'The toxic dust affected everybody’: Glen Allen man fearful after 9/11 Victim Compensation Fund slashed

'The toxic dust affected everybody’: Glen Allen man fearful after 9/11 Victim Compensation Fund slashed

RICHMOND, VA (WWBT) - Major cuts to the September 11 Victim Compensation Fund announced last Friday are leaving thousands of people fearing how they’ll pay for medical treatment.

Federal officials say the $7.3 billion fund is quickly running out of money. Payments to those sickened with cancer and other illnesses after responding to Ground Zero, are being slashed by 50 to 70 percent.

Nearly 40,000 people have applied to 9/11 Victim Compensation Fund, after developing cancer and other illnesses linked to being at the World Trade Center, the Pentagon or Shanksville, Pennsylvania.

One of those applicants is Ricardo Martinez, 53, of Glen Allen. Martinez helped haul heavy debris away from the towers, starting three days after the attack. Ricardo was diagnosed with leukemia in 2013, and says he’s received payments from the fund so he can afford medication.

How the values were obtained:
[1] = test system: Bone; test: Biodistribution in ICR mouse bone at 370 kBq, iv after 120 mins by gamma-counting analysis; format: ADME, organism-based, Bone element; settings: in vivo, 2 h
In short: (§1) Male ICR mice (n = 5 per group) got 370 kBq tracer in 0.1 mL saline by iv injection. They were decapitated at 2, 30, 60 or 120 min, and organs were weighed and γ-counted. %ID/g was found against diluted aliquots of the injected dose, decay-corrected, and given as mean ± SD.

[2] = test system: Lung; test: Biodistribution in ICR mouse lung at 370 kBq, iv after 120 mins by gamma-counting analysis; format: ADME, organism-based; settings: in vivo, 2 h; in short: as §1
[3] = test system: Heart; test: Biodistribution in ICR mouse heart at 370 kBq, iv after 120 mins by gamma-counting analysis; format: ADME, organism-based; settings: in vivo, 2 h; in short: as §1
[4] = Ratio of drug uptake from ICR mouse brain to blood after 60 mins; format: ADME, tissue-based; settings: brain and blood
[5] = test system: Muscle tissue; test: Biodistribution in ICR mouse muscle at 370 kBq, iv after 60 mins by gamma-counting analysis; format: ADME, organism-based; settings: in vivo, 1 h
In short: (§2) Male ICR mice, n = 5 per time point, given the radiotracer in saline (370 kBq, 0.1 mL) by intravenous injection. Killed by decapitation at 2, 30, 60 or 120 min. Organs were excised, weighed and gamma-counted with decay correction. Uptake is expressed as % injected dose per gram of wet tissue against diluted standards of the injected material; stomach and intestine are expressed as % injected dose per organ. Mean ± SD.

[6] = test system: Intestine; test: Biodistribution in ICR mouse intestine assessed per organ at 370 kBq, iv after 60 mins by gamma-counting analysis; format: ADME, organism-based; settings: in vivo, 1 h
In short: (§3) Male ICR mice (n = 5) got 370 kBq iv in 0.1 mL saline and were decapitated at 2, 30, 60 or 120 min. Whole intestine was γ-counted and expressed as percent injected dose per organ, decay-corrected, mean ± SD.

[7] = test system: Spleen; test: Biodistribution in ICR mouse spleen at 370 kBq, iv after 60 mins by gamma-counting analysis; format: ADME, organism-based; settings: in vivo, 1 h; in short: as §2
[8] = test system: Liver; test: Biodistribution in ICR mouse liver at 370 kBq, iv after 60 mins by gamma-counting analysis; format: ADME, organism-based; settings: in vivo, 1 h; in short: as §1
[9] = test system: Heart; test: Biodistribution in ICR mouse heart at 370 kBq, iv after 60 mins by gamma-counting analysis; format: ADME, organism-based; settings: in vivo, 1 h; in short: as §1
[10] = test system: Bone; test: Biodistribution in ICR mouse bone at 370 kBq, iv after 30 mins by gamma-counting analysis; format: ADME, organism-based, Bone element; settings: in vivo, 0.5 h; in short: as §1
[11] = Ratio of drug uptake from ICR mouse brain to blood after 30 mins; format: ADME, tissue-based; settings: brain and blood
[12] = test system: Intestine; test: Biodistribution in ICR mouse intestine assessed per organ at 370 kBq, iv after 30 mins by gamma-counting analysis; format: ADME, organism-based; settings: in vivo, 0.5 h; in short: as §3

“It was a lot of smoke... You could breath a lot of chemicals," said Martinez. “This is something I have to deal with for the rest of my life.”

But Martinez fears how he’ll now afford cancer treatment both now, and in the future if it worsens.

"The toxic dust affected everybody,” said Michael Barasch, an attorney based in New York City who represents hundreds of 9/11 victims across the country, including Ricardo and nearly 60 people in Virginia.

"It is certainly is a body blow to the stomach of everybody who helped out, and now they feel that the government is turning their back on them,” Barasch said. “The World Trade Center toxic dust had the same pH level as Drano.”

Lawmakers are now introducing new legislation to replenish the 9/11 Victim Compensation Fund, assuring people in need and future applicants, will not be turned away.

Barasch is heading to D.C. on Monday, to continue to advocate for the legislation and his clients and their families, totaling more than 1,400 people.

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